Conclusion

Both implant systems provide similar primary stability and similar long-term stability. In the pedicle screw group, there was a stronger correlation between bone mineral density and the reached number of load cycles.

Keywords

Lamina hooks Pedicle screws Biomechanics Cyclic loading In vitro experiments 

Introduction

In recent decades, various implant systems have been developed to both, stabilize and to correct the thoracolumbar spine. In order to compare the performance of such implant systems they are mostly tested in biomechanical in vitro studies under quasi-static conditions. The success of these stabilization systems, however, depends not only on the primary stability but also ultimately on the long-term stability. This long-term performance predominantly may depend on the condition of the treated vertebral body. With an increasingly aging population, the prevalence of osteoporosis is growing steadily [1, 2]. The most common complication with the instrumentation of osteoporotic bone is the loosening of the implants, as well as the fractures in the adjacent segments [3]. Therefore, the aim of these techniques is to guarantee enough stability of the treated segment to achieve a good fusion.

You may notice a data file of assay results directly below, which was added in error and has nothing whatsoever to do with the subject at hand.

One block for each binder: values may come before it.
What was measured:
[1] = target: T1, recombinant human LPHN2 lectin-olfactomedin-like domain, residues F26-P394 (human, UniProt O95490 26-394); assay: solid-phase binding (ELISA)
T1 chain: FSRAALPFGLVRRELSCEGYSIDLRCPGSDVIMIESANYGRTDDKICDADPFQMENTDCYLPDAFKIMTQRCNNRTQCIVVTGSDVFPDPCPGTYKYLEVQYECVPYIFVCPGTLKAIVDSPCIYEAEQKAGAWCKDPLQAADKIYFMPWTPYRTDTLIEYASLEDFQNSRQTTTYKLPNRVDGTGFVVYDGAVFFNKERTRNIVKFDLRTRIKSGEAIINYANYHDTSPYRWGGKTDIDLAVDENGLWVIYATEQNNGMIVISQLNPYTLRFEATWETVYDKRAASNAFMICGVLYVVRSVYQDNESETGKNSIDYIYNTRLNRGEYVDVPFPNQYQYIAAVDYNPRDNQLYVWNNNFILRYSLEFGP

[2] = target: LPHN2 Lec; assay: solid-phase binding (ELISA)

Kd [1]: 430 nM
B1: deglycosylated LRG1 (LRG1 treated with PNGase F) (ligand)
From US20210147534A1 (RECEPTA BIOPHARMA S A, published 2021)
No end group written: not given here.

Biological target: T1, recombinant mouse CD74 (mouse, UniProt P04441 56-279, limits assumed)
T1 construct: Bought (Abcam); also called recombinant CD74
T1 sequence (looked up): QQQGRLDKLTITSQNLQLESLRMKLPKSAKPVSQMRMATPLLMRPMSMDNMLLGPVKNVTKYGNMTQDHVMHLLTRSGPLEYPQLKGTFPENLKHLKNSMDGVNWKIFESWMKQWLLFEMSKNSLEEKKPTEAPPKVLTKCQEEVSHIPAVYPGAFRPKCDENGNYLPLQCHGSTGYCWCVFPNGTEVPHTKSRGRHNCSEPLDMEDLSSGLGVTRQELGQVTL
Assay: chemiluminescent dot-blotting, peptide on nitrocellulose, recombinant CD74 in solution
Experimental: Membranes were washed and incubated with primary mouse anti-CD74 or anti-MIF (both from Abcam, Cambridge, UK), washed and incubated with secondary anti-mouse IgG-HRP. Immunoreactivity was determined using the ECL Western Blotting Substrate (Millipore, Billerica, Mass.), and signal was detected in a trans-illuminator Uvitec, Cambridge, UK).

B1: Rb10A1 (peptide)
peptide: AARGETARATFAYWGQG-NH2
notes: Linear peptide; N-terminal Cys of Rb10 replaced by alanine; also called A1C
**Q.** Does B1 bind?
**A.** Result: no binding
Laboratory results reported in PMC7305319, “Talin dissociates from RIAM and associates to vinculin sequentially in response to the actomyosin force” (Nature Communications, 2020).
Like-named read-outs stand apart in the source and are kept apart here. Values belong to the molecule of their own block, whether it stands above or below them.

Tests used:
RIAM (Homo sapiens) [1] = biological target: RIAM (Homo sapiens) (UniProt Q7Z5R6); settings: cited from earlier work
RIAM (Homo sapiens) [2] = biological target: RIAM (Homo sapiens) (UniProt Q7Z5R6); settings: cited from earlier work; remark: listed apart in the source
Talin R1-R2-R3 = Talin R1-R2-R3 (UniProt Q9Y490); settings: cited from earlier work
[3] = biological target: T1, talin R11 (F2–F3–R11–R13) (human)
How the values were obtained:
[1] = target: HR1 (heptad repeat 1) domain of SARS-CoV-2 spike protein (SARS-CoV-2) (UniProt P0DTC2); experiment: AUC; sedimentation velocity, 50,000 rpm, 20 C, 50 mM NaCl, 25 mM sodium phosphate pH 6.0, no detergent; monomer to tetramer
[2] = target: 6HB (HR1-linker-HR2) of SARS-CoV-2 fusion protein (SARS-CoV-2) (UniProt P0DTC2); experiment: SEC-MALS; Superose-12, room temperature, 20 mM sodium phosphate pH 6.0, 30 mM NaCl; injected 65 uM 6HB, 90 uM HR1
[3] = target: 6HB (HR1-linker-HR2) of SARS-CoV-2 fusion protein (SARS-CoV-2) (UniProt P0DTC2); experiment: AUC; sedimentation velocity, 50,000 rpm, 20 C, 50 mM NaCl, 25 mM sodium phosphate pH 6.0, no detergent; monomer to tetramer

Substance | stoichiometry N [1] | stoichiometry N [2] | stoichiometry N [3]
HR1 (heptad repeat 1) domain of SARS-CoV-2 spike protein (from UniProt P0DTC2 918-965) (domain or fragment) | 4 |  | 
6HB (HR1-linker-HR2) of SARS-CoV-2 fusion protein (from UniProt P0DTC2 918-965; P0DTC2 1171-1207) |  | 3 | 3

Currently, there are different principles for dorsal stabilization of the spine. This includes pedicle screw and lamina hook systems. Pedicle screw systems are currently the most common technique for the stabilization of the spine, which requires a stable fixation in the bone [4, 5]. But a poor bone mineral density in osteoporotic patients can result in a screw loosening [6, 7, 8, 9]. Lamina hook systems have the advantage that they are connected directly to the lamina, which may have the advantage of a minimized injury risk for neural structures. In addition, a lamina hook system can be implanted without fluoroscopic control and with less blood loss. Due to the possibility of revision of the lamina hooks, pedicle and vertebral body remain intact. First clinical experience show, that the stability of the laminar hooks in the middle of a multisegmental construct is advantageous and never showed loosening or cutting out, but may fail when used in the cranial end of a long construct, once only one pair of infra-laminar hooks is used. Therefore, using LSZ hooks at the end of a construct, at least three segments should be included. The last instrumented vertebra should be two segments above the apex of the kyphosis in the thoracic spine. It may be assumed that a lamina hook system is less likely to loosen in osteoporotic bone and therefore might cause less postoperative complications [10]. On the other hand, one might also speculate that the lamina might be cut or broken over time in weak vertebrae.